Sunday 18 November 2018

Books: Elegant, evocative tale of magic, malignancy and island miracles

Fiction: The Stolen Child Lisa Carey, Weidenfeld & Nicolson,  €16.99

Magic realism: Carey's evocation of small island life is the novel’s greatest strength
Magic realism: Carey's evocation of small island life is the novel’s greatest strength

Anne Cunningham

The events leading to the evacuation of Shark Island off the coast of Galway in 1960, bear very close resemblance to those which led to the abandonment of Lisa Carey's fictional St Brigid's Island, in the same year.

Shark Island had no pier to speak of, and its inhabitants were effectively held hostage to the mood swings of the Atlantic Ocean.

So too are the imaginary islanders in The Stolen Child.

And with some artful weaving of fact and fiction, history and legend, harsh reality and Celtic myth, Carey (inset) has created an elegant and deeply evocative work of fiction. Although the story is drenched in sea spray and heavy with the perfume of island heather, this is no idyllic ramble.

It's a tale of malignant spirits and piseogs, of miracle cures and sibling rivalry, and at its centre is an American called Brigid, who comes to claim her family holding on St Brigid's Island in 1959.

Brigid's mother was an islander who fled to America and settled on the coast of Maine with Brigid's father, an alcoholic and violent husband.

Although her mother endured countless beatings, she could magically heal her cuts and bruises by her own hand.

Brigid discovers that she herself has the same healing powers, but that's enough back story.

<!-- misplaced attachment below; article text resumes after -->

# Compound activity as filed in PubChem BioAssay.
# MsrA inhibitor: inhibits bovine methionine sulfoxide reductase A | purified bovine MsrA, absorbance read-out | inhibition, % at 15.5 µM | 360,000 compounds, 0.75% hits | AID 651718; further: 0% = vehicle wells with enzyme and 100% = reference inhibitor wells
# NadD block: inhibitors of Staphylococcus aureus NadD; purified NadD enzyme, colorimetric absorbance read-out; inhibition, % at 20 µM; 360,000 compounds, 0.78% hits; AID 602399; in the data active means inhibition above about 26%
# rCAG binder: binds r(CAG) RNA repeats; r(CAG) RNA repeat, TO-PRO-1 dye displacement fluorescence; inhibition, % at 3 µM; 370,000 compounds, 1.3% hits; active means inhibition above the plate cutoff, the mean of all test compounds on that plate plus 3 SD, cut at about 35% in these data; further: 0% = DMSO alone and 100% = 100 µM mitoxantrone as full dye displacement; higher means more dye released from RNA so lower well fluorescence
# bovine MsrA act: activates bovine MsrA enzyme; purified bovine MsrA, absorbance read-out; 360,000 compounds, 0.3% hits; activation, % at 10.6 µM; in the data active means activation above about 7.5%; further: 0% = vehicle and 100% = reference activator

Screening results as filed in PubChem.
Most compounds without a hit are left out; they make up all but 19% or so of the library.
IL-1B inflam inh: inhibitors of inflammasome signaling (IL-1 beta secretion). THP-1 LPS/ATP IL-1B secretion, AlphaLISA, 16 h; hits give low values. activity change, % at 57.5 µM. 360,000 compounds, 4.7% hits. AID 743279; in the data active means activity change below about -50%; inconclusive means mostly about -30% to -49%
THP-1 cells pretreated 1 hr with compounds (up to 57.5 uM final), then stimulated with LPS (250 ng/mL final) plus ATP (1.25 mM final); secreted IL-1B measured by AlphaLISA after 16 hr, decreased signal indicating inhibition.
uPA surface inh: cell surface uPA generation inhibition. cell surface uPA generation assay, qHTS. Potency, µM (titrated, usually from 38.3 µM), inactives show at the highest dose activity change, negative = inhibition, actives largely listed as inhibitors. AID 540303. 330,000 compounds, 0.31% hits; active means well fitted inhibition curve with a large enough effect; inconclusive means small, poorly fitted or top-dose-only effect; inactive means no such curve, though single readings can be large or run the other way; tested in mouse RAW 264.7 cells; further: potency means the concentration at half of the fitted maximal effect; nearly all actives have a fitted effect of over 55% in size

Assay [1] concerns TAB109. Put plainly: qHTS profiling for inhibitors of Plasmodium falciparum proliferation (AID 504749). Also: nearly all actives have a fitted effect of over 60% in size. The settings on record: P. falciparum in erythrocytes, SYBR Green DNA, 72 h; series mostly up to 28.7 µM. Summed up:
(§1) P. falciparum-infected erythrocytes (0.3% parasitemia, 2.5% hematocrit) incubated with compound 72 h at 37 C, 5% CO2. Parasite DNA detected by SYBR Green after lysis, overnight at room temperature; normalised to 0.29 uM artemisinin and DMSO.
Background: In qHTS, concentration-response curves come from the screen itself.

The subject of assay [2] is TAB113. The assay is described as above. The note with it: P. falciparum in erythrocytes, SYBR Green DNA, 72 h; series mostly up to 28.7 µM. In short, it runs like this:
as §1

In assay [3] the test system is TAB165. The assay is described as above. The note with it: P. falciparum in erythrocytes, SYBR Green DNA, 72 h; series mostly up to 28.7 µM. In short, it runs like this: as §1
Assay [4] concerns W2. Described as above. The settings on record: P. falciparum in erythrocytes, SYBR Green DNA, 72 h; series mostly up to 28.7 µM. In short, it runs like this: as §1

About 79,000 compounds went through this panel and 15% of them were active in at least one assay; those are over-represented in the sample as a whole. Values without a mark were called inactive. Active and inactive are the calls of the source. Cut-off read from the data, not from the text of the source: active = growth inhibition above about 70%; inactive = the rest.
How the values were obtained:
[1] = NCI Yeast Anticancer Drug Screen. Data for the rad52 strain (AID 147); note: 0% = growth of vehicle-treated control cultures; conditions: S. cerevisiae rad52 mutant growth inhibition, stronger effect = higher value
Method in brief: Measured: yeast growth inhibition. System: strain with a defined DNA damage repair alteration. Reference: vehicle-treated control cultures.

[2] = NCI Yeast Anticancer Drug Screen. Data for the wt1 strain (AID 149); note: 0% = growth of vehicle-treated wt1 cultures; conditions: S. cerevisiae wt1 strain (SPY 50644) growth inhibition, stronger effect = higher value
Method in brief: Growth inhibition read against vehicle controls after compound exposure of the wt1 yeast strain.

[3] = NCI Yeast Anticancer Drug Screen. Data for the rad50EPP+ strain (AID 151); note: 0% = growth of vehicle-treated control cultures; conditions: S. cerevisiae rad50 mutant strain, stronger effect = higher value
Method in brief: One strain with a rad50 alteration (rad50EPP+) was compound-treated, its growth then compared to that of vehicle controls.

Brigid has come to the island for a reason. She wants to conceive. And the miraculous water in St Brigid's well there is her only hope.

But soon after arriving, she finds that nobody is willing to disclose the location of the well.

The islanders are a clannish lot, suspicious of strangers. Rose and Emer, two island sisters who gradually befriend Brigid, are also reluctant to reveal the island's secrets. Rose is pretty and happily married with a large brood, a kind of earth mother figure, while Emer is disfigured, married to a miserable drinker, and has just one little boy of seven.

Emer is convinced that the fairies will soon take her boy. And Brigid is becoming frantic for a child of her own. The uneasy relationship between Brigid and Emer develops into something which will eventually lead to their undoing.

The Stolen Child, which is based loosely on the ideas in Yeats's poem of the same name, is beautifully written, and has all the page-turning ingredients of a psychological thriller, along with a large dollop of distinctly Irish-flavoured magical realism.

Sunday Independent

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